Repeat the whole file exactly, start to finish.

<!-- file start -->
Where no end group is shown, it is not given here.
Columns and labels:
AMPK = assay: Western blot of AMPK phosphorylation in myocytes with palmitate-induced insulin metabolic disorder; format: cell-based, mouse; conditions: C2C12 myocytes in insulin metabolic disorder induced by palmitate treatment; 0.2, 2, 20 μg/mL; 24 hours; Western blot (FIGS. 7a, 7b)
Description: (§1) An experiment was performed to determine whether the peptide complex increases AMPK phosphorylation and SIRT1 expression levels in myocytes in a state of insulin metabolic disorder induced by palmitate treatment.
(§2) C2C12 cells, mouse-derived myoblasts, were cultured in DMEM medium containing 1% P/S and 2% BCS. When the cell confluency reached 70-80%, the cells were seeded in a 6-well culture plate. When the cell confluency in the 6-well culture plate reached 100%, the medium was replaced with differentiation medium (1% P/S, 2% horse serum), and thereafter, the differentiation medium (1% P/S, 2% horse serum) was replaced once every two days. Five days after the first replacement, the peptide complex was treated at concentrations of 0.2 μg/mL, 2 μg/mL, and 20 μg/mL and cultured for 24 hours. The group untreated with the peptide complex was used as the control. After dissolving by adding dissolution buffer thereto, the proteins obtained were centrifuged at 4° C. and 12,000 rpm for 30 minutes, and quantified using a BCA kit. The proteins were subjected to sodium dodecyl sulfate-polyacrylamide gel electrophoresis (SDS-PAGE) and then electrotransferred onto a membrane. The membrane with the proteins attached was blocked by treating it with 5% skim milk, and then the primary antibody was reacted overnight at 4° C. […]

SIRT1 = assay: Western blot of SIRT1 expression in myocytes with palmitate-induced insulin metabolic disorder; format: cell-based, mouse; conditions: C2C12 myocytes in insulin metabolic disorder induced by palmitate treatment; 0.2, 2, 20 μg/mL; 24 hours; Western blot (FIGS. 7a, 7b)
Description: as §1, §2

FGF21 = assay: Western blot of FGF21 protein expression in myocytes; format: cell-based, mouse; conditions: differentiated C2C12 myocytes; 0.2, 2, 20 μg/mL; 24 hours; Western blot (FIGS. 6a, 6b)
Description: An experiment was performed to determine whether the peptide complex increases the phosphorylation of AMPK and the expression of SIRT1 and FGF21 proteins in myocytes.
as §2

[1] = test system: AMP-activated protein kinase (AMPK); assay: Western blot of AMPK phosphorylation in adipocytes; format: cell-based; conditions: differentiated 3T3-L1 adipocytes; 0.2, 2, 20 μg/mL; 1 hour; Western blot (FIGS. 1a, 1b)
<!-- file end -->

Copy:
Where no end group is shown, it is not given here.
Columns and labels:
AMPK = assay: Western blot of AMPK phosphorylation in myocytes with palmitate-induced insulin metabolic disorder; format: cell-based, mouse; conditions: C2C12 myocytes in insulin metabolic disorder induced by palmitate treatment; 0.2, 2, 20 μg/mL; 24 hours; Western blot (FIGS. 7a, 7b)
Description: (§1) An experiment was performed to determine whether the peptide complex increases AMPK phosphorylation and SIRT1 expression levels in myocytes in a state of insulin metabolic disorder induced by palmitate treatment.
(§2) C2C12 cells, mouse-derived myoblasts, were cultured in DMEM medium containing 1% P/S and 2% BCS. When the cell confluency reached 70-80%, the cells were seeded in a 6-well culture plate. When the cell confluency in the 6-well culture plate reached 100%, the medium was replaced with differentiation medium (1% P/S, 2% horse serum), and thereafter, the differentiation medium (1% P/S, 2% horse serum) was replaced once every two days. Five days after the first replacement, the peptide complex was treated at concentrations of 0.2 μg/mL, 2 μg/mL, and 20 μg/mL and cultured for 24 hours. The group untreated with the peptide complex was used as the control. After dissolving by adding dissolution buffer thereto, the proteins obtained were centrifuged at 4° C. and 12,000 rpm for 30 minutes, and quantified using a BCA kit. The proteins were subjected to sodium dodecyl sulfate-polyacrylamide gel electrophoresis (SDS-PAGE) and then electrotransferred onto a membrane. The membrane with the proteins attached was blocked by treating it with 5% skim milk, and then the primary antibody was reacted overnight at 4° C. […]

SIRT1 = assay: Western blot of SIRT1 expression in myocytes with palmitate-induced insulin metabolic disorder; format: cell-based, mouse; conditions: C2C12 myocytes in insulin metabolic disorder induced by palmitate treatment; 0.2, 2, 20 μg/mL; 24 hours; Western blot (FIGS. 7a, 7b)
Description: as §1, §2

FGF21 = assay: Western blot of FGF21 protein expression in myocytes; format: cell-based, mouse; conditions: differentiated C2C12 myocytes; 0.2, 2, 20 μg/mL; 24 hours; Western blot (FIGS. 6a, 6b)
Description: An experiment was performed to determine whether the peptide complex increases the phosphorylation of AMPK and the expression of SIRT1 and FGF21 proteins in myocytes.
as §2

[1] = test system: AMP-activated protein kinase (AMPK); assay: Western blot of AMPK phosphorylation in adipocytes; format: cell-based; conditions: differentiated 3T3-L1 adipocytes; 0.2, 2, 20 μg/mL; 1 hour; Western blot (FIGS. 1a, 1b)